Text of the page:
Saudi Arabian women to compete in Olympics
Saudi Arabian women will be competing in the Olympics for the first time, but barriers to end sporting gender discrimination remain.
Sarah Attar will run the 800m race and Wodjan Ali Seraj Abdulrahim Shahrkhani will compete in Judo.
Attar said: “I hope it can really make some big strides for women over there to get more involved in sport.”
The International Olympic Committee was considering banning Saudi Arabia from taking part if they did not allow any female competitors. The committee is allowing the two athletes to take part for equality reasons, even though neither of them qualified.
Although many see this as a milestone event for women’s rights, others fail to see the significance.
Christoph Wilcke, a Saudi researcher at Human Rights Watch said: “It is unlikely that the Saudi government or the Saudi sporting authorities of their own volition will make changes inside the country as a result of sending two women to the Olympics.”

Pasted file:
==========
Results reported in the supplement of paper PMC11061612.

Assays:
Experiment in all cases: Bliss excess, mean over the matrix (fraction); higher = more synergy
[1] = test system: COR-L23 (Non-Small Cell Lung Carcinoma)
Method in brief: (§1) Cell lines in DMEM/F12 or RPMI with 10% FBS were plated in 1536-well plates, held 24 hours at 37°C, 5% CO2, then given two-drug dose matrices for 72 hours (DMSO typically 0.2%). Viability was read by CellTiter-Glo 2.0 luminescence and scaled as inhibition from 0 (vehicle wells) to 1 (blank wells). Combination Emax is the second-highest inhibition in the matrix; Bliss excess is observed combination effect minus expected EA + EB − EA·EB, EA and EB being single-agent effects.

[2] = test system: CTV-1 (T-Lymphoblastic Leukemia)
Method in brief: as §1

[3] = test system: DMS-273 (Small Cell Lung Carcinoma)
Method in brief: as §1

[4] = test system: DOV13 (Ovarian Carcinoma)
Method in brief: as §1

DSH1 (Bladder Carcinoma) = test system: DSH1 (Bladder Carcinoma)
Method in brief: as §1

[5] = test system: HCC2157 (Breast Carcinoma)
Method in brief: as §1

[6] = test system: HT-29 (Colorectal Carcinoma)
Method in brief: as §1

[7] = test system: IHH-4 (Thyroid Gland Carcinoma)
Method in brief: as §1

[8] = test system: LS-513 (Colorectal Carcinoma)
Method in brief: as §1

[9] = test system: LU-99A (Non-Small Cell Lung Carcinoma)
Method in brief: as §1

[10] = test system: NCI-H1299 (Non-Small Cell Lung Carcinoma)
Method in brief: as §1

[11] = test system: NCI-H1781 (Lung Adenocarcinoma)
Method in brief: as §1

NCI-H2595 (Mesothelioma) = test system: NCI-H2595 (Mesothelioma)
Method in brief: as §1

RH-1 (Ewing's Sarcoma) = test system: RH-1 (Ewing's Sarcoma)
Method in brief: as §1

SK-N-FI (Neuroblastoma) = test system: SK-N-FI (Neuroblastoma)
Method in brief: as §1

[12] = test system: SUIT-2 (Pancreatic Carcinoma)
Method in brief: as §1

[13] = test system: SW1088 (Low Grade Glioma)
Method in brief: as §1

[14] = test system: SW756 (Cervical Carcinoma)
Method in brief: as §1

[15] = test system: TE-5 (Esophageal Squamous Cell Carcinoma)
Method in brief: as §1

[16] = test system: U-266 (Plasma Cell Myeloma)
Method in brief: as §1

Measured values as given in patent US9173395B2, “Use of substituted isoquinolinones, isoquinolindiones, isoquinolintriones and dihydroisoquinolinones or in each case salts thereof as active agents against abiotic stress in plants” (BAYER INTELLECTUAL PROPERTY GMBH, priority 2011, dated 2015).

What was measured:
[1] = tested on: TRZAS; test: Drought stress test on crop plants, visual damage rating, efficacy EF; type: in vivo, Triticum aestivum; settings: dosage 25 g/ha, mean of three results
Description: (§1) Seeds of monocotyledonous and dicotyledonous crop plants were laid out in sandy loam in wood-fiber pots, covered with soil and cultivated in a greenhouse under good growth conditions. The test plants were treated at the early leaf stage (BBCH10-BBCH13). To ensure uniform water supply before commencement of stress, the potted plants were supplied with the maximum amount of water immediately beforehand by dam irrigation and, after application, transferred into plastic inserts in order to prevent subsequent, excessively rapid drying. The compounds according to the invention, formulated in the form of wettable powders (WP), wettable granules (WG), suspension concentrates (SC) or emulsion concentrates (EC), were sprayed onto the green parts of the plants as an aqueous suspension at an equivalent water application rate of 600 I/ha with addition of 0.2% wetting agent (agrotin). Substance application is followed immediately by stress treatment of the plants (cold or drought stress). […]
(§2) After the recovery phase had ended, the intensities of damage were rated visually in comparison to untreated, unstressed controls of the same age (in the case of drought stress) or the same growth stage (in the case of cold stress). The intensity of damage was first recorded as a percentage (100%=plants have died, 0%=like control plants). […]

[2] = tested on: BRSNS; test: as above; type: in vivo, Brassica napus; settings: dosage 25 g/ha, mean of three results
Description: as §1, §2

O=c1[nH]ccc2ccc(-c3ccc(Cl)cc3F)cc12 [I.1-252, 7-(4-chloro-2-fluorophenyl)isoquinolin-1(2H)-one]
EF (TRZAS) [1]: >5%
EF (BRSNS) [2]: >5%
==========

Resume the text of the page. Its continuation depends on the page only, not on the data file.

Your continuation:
The Saudi Arabian government only agreed to allow the females to compete if they adhered to Muslim women clothing regulations. However, the International Judo Federation have ruled that Woodjan is not allowed to wear her headscarf while competing.
The authorities have also asked the athletes not to mix with men and stay with a male guardian at all times.
The IOC have been urged to give women more freedom to do sport, such as the creation of women’s gyms.
Generally in Saudi Arabia women are not allowed to practise sport and it is the only country in the world that bars women from doing sport at government schools.
This is the first Games where every country will have a female athlete to represent them, as women from Brunei and Qatar will also compete for the first time.